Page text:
More Than 800 Families in Line for Land Lottery in UDG Settlements

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A map showing proposed zones within Union Development Group’s 36,000-hectare concession, including entertainment, residential and business/industrial areas, in Koh Kong province. (Danielle Keeton-Olsen/VOD)
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Koh Kong provincial authorities announced that a lottery will be held to distribute land to more than 800 families in dispute with the Union Development Group, as holdouts continue to reject the settlements that they say will leave them with smaller plots in worse locations.

UDG, a massive Chinese-owned, U.S.-sanctioned development company in the coastal province, has been embroiled in disputes with residents for years, with more than 1,000 families forced off about 10,000 hectares, and 1,500 houses dismantled and cleared, according to past research reports.

Last month the provincial administration said it was preparing resettlement for 1,333 families, divided into three categories.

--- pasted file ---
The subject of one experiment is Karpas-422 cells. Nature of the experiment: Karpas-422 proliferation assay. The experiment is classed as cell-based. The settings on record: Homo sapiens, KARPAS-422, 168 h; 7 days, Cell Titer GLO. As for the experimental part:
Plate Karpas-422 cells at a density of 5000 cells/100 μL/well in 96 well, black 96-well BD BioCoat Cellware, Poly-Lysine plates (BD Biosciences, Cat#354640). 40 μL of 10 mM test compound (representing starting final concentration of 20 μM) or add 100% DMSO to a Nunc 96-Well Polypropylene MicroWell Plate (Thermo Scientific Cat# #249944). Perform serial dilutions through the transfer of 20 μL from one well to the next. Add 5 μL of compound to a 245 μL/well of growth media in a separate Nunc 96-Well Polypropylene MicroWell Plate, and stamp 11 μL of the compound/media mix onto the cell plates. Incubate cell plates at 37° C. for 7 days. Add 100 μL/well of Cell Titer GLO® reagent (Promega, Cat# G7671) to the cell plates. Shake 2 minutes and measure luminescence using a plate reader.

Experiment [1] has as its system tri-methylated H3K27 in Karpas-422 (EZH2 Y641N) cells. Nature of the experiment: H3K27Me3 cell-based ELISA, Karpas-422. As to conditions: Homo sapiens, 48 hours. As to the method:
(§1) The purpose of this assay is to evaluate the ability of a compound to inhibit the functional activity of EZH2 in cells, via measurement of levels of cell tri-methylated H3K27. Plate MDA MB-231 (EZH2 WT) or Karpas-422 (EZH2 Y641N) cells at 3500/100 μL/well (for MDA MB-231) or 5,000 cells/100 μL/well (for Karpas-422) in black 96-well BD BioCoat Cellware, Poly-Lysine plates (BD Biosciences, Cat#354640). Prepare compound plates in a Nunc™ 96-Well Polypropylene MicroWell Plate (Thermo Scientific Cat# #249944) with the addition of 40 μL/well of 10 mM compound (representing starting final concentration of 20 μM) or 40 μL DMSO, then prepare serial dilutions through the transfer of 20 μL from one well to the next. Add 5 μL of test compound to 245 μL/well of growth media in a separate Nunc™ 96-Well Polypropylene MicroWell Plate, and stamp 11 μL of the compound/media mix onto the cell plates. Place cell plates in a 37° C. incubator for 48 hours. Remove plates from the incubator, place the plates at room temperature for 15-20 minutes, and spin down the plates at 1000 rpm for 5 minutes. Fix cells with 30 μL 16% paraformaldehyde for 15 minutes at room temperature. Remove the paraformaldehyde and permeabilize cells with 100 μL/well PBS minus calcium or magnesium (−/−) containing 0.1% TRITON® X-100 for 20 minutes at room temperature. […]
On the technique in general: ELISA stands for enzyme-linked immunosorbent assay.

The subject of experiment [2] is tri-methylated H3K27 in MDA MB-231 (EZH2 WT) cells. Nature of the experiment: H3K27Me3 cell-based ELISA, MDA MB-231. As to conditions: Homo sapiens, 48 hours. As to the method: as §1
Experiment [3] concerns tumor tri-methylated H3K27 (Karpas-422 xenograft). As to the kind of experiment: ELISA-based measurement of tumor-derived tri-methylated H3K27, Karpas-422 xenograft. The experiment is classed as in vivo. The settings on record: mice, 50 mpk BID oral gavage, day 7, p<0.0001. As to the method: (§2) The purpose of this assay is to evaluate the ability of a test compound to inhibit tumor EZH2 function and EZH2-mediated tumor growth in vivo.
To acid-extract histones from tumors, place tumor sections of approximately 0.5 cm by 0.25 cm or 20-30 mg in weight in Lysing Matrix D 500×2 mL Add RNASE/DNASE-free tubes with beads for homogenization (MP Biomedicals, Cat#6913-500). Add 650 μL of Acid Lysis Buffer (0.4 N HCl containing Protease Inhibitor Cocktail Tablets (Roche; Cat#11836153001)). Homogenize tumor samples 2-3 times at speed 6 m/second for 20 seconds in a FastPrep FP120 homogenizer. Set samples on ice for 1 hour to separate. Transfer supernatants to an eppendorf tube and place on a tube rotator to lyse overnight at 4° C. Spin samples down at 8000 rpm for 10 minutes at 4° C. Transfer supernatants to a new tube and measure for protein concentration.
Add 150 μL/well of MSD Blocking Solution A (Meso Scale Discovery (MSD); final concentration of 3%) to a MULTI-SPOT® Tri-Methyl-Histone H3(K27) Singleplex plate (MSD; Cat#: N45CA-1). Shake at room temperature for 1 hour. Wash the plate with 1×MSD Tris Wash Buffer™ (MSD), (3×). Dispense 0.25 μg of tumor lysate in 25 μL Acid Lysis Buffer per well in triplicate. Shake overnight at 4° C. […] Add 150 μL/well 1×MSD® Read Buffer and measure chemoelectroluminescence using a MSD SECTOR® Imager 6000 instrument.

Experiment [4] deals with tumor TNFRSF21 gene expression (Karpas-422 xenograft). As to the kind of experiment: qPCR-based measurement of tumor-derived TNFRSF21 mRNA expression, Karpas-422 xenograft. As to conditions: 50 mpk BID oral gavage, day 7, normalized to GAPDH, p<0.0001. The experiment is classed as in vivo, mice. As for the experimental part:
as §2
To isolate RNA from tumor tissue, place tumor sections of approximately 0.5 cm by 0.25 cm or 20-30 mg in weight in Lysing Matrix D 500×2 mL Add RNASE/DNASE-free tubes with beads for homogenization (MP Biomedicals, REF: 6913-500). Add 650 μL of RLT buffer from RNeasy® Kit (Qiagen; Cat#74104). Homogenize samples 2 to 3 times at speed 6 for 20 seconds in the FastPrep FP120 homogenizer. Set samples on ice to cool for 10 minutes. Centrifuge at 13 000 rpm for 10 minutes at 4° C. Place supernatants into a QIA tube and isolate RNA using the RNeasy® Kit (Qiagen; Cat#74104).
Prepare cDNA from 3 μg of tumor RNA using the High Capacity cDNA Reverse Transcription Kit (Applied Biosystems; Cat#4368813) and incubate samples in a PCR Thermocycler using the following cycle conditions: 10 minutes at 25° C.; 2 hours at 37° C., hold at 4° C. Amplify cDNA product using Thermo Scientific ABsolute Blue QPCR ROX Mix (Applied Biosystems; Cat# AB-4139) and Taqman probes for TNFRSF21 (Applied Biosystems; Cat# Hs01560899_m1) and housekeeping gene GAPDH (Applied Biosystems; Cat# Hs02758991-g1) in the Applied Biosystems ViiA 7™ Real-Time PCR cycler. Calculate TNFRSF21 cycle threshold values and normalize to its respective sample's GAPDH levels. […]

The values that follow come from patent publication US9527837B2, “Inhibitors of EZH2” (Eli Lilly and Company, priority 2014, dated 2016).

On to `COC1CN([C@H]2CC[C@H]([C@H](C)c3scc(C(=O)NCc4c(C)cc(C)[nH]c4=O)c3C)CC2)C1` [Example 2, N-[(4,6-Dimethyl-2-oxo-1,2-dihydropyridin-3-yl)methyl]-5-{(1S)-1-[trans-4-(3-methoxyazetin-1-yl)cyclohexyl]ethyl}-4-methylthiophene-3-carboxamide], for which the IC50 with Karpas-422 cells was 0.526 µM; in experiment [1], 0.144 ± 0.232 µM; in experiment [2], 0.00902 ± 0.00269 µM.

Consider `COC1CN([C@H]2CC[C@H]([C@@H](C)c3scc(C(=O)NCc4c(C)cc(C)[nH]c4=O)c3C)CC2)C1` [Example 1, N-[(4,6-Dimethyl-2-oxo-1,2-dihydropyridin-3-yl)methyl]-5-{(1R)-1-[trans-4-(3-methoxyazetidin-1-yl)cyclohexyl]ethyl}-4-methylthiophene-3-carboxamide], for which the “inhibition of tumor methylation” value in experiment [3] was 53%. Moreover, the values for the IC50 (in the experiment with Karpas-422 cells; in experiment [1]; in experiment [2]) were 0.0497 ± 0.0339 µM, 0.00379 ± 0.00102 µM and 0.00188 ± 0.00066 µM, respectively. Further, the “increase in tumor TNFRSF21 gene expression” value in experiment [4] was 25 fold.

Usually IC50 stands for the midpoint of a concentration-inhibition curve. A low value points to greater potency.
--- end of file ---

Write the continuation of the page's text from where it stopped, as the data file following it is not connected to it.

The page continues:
This week, it announced the first batch of land lotteries would be held on Thursday and Friday for one of those three categories, comprising 831 families in Botum Sakor and Kiri Sakor districts.

However, several families said many were still holding out. Sem Thy, said he had about 8 hectares, but would only be eligible to receive 1 hectare at a new location and $400 in cash. Saing Puy said she also had 8 hectares, but qualified for only 2 hectares. Preap Ratha said she currently had only 0.6 hectares, but it was by the sea and she could earn a livelihood. She refused to move to a new area, where she had seen previously relocated families struggle, she said.

Thy said long-time residents with documentation were being lumped together with others who had tenuous claims.

“How can I accept it, because I have enough documents. If I didn’t have documents like those who are accepting it, I would agree. Those recipients never protested to demand [compensation], but they also got 1 hectare. For me, I’ve protested for 13 years already, and they also give me 1 hectare,” Thy said.

Puy also said she had a legal title, and wanted compensation in line with the actual size of her claim.

Koh Kong deputy governor Sok Sothy said it was natural to have disagreements.

“It is normal that those who do not want it, keep saying they don’t want it. But this is the government’s policy.”

Correction: This article has been updated to say that UDG is the company, not the development itself.

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